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Lively Laurie Marshall

By Beth Hagenauer
NASA Dryden Flight Research Center

Laurie Marshall and X-43A model
Like a rocket: NASA Dryden Flight Research Center's Laurie Marshall poses with an X-43A/booster model.
NASA photo by Tony Landis.

An internship with NASA during college put Laurie Marshall on a path that has led her to the position of NASA's launch vehicle chief engineer for the hypersonic X-43A. She is part of the team at NASA's Dryden Flight Research Center located on Edwards Air Force Base in California's Mojave Desert.

The X-43A is a 12-foot-long, autonomous aircraft that when flying at test conditions (Mach 7) on March 27 demonstrated an "air-breathing" engine called a scramjet. The March flight reached the project goal of testing a new engine technology that has been studied for more than 40 years.

In 1992, Marshall served an internship in NASA Dryden's Aerodynamics Branch. She accepted a permanent position with NASA at Dryden in 1993, following graduation from the University of California at Davis, with bachelor of science degrees in mechanical and aeronautical engineering. In 1994, Marshall earned an Engineer-in-Training license. She went on to receive a master of science in mechanical engineering in 1998 from California State University at Fresno.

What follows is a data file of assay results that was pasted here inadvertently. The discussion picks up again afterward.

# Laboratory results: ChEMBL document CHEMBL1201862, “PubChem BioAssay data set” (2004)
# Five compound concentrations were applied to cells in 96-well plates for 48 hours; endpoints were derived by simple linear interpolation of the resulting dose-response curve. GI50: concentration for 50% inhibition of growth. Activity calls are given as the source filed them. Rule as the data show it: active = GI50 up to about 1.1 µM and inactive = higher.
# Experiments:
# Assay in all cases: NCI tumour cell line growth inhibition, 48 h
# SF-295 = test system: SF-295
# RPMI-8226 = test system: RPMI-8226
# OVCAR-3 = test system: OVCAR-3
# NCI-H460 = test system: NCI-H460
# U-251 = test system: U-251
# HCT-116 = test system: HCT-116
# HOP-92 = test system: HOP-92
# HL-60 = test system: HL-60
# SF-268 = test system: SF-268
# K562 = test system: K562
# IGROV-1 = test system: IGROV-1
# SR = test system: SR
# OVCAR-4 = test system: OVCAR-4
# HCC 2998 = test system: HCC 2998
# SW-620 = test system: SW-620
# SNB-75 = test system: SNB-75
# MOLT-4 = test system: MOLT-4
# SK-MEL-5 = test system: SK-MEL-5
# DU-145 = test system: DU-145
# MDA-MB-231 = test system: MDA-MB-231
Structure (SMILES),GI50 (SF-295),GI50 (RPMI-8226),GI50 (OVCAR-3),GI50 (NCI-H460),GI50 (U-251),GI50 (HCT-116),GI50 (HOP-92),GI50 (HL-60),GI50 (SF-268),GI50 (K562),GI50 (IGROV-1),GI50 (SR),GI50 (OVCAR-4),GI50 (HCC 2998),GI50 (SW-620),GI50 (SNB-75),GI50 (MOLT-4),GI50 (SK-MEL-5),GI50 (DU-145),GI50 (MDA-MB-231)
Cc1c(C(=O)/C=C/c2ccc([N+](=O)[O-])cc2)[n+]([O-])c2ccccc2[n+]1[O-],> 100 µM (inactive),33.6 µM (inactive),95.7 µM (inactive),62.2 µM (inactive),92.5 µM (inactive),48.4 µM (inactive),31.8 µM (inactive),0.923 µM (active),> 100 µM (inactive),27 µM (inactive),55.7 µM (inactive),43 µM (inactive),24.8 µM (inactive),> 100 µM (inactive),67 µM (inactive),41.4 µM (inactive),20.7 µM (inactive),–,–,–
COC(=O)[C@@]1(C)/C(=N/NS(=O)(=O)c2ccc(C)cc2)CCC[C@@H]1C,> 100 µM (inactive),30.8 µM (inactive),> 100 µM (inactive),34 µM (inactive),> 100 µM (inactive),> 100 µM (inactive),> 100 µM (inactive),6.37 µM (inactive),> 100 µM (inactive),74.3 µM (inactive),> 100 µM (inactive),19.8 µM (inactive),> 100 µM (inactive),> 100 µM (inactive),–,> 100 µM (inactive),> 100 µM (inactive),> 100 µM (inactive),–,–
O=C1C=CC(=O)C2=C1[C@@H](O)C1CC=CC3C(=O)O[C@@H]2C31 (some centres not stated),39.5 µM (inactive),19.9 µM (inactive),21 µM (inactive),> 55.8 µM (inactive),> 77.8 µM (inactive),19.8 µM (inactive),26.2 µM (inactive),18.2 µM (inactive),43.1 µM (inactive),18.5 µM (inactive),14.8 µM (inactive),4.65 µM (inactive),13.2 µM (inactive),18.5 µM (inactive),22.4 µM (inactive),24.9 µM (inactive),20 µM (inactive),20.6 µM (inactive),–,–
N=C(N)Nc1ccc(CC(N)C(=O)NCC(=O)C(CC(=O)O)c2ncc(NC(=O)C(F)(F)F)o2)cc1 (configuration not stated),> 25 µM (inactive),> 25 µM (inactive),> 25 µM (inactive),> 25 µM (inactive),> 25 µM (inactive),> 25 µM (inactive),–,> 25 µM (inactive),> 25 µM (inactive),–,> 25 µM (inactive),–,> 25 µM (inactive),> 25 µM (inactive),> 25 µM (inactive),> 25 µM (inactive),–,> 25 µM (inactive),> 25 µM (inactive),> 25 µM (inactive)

A Southern California native, Marshall hails from a family of lawyers. Her mother is the first female chief judge for the Central District of California's United States Federal Court, one of the largest districts in the country. Her father is a lawyer and arbitrator and her brother is an entertainment lawyer. They all work in Los Angeles.

"My father got his private pilot's license the year I was born, so I've always been around planes and wanted a field that allowed me to work with them. I read about aeronautical engineering and thought that would be interesting, so I majored in that," said Marshall, who earned a private pilot's license with an instrument rating.

In addition to the X-43A program, Marshall has worked as a researcher on the Space Shuttle program and several projects at Dryden using fast jets to study airflow characteristics.

Marshall's talents reach beyond engineering. She appeared in an award-winning segment of NASA Connect, an integrated mathematics, science and technology television program for students in grades five thru eight.

The episode, "Geometry and Algebra: The Future Flight Equation," featured Marshall as one of the engineers and researchers using geometry and algebra to design, develop and test tomorrow's aircraft. The segment discussed the X-43A. The program received two international awards for excellence and a regional Emmy award in the children's programming category from the National Academy of Television Arts and Sciences.

For more on the X-43A, visit: